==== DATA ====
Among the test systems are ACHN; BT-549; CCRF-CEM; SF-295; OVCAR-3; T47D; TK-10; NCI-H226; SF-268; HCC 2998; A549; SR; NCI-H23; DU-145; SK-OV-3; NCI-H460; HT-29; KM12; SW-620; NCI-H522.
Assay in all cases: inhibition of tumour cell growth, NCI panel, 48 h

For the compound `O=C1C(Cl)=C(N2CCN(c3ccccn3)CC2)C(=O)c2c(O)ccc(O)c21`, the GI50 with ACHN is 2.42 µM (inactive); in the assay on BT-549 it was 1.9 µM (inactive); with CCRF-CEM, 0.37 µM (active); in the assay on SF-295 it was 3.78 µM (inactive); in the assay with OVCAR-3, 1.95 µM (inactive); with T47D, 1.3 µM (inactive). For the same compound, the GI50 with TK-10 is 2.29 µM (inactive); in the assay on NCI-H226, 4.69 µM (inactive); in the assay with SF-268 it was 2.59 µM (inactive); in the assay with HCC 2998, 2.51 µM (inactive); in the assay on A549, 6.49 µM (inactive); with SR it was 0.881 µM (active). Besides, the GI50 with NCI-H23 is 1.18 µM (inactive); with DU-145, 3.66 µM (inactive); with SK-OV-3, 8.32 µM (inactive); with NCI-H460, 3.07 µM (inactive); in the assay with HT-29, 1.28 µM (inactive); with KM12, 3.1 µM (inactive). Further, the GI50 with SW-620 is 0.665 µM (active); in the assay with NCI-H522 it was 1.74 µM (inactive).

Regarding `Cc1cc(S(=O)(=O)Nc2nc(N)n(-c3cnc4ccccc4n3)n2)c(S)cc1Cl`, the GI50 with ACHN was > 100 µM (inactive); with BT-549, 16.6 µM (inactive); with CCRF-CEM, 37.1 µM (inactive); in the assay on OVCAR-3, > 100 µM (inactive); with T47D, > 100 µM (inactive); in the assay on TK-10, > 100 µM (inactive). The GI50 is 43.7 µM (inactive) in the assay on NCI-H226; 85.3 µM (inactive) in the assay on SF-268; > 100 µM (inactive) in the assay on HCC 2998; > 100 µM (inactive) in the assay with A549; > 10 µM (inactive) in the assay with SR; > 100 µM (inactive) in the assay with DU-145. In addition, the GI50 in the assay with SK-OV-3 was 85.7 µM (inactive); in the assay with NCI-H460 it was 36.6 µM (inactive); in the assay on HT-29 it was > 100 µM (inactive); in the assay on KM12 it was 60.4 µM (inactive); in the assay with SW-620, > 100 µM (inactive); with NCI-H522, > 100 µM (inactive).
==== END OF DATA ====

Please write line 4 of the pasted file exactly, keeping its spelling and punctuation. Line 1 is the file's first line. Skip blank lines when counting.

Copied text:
Regarding `Cc1cc(S(=O)(=O)Nc2nc(N)n(-c3cnc4ccccc4n3)n2)c(S)cc1Cl`, the GI50 with ACHN was > 100 µM (inactive); with BT-549, 16.6 µM (inactive); with CCRF-CEM, 37.1 µM (inactive); in the assay on OVCAR-3, > 100 µM (inactive); with T47D, > 100 µM (inactive); in the assay on TK-10, > 100 µM (inactive). The GI50 is 43.7 µM (inactive) in the assay on NCI-H226; 85.3 µM (inactive) in the assay on SF-268; > 100 µM (inactive) in the assay on HCC 2998; > 100 µM (inactive) in the assay with A549; > 10 µM (inactive) in the assay with SR; > 100 µM (inactive) in the assay with DU-145. In addition, the GI50 in the assay with SK-OV-3 was 85.7 µM (inactive); in the assay with NCI-H460 it was 36.6 µM (inactive); in the assay on HT-29 it was > 100 µM (inactive); in the assay on KM12 it was 60.4 µM (inactive); in the assay with SW-620, > 100 µM (inactive); with NCI-H522, > 100 µM (inactive).